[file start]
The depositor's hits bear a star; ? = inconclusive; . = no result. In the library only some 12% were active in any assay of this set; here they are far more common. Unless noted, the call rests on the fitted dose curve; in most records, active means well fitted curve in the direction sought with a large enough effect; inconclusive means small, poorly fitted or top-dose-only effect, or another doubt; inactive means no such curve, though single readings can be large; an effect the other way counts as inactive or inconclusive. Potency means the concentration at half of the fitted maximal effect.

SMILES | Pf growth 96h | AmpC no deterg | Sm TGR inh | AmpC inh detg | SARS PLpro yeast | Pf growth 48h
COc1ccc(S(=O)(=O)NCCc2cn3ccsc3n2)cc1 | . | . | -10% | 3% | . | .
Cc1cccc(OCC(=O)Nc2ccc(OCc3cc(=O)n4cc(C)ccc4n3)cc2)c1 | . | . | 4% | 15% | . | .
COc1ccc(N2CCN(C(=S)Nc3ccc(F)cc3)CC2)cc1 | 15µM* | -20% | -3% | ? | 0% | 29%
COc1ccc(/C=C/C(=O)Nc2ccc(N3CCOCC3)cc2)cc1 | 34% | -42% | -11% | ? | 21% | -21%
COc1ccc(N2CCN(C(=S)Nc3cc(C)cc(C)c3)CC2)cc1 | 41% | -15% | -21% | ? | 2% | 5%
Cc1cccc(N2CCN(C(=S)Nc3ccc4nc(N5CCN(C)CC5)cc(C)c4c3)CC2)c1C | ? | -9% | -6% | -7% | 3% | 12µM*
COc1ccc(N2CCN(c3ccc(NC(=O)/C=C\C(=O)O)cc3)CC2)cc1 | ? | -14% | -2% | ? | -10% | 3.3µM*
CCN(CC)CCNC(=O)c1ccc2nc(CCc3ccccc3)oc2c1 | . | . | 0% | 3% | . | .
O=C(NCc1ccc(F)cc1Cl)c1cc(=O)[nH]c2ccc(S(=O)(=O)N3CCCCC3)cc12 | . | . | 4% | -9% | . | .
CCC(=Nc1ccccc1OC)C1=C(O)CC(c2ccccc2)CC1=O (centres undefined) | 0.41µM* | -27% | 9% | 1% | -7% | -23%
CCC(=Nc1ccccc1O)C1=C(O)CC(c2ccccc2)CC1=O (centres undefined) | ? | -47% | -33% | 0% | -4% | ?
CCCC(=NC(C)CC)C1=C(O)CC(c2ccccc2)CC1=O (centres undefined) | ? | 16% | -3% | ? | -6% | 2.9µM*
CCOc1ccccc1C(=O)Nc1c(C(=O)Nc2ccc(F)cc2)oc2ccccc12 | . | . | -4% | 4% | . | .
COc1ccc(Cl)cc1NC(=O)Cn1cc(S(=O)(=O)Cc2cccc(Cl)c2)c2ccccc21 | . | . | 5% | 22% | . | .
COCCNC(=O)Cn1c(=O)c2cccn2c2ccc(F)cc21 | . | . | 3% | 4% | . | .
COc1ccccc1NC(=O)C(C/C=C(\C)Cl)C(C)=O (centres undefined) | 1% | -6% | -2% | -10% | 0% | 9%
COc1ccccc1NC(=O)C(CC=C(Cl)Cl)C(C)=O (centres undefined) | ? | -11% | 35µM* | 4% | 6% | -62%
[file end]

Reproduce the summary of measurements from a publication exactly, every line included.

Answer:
The depositor's hits bear a star; ? = inconclusive; . = no result. In the library only some 12% were active in any assay of this set; here they are far more common. Unless noted, the call rests on the fitted dose curve; in most records, active means well fitted curve in the direction sought with a large enough effect; inconclusive means small, poorly fitted or top-dose-only effect, or another doubt; inactive means no such curve, though single readings can be large; an effect the other way counts as inactive or inconclusive. Potency means the concentration at half of the fitted maximal effect.

SMILES | Pf growth 96h | AmpC no deterg | Sm TGR inh | AmpC inh detg | SARS PLpro yeast | Pf growth 48h
COc1ccc(S(=O)(=O)NCCc2cn3ccsc3n2)cc1 | . | . | -10% | 3% | . | .
Cc1cccc(OCC(=O)Nc2ccc(OCc3cc(=O)n4cc(C)ccc4n3)cc2)c1 | . | . | 4% | 15% | . | .
COc1ccc(N2CCN(C(=S)Nc3ccc(F)cc3)CC2)cc1 | 15µM* | -20% | -3% | ? | 0% | 29%
COc1ccc(/C=C/C(=O)Nc2ccc(N3CCOCC3)cc2)cc1 | 34% | -42% | -11% | ? | 21% | -21%
COc1ccc(N2CCN(C(=S)Nc3cc(C)cc(C)c3)CC2)cc1 | 41% | -15% | -21% | ? | 2% | 5%
Cc1cccc(N2CCN(C(=S)Nc3ccc4nc(N5CCN(C)CC5)cc(C)c4c3)CC2)c1C | ? | -9% | -6% | -7% | 3% | 12µM*
COc1ccc(N2CCN(c3ccc(NC(=O)/C=C\C(=O)O)cc3)CC2)cc1 | ? | -14% | -2% | ? | -10% | 3.3µM*
CCN(CC)CCNC(=O)c1ccc2nc(CCc3ccccc3)oc2c1 | . | . | 0% | 3% | . | .
O=C(NCc1ccc(F)cc1Cl)c1cc(=O)[nH]c2ccc(S(=O)(=O)N3CCCCC3)cc12 | . | . | 4% | -9% | . | .
CCC(=Nc1ccccc1OC)C1=C(O)CC(c2ccccc2)CC1=O (centres undefined) | 0.41µM* | -27% | 9% | 1% | -7% | -23%
CCC(=Nc1ccccc1O)C1=C(O)CC(c2ccccc2)CC1=O (centres undefined) | ? | -47% | -33% | 0% | -4% | ?
CCCC(=NC(C)CC)C1=C(O)CC(c2ccccc2)CC1=O (centres undefined) | ? | 16% | -3% | ? | -6% | 2.9µM*
CCOc1ccccc1C(=O)Nc1c(C(=O)Nc2ccc(F)cc2)oc2ccccc12 | . | . | -4% | 4% | . | .
COc1ccc(Cl)cc1NC(=O)Cn1cc(S(=O)(=O)Cc2cccc(Cl)c2)c2ccccc21 | . | . | 5% | 22% | . | .
COCCNC(=O)Cn1c(=O)c2cccn2c2ccc(F)cc21 | . | . | 3% | 4% | . | .
COc1ccccc1NC(=O)C(C/C=C(\C)Cl)C(C)=O (centres undefined) | 1% | -6% | -2% | -10% | 0% | 9%
COc1ccccc1NC(=O)C(CC=C(Cl)Cl)C(C)=O (centres undefined) | ? | -11% | 35µM* | 4% | 6% | -62%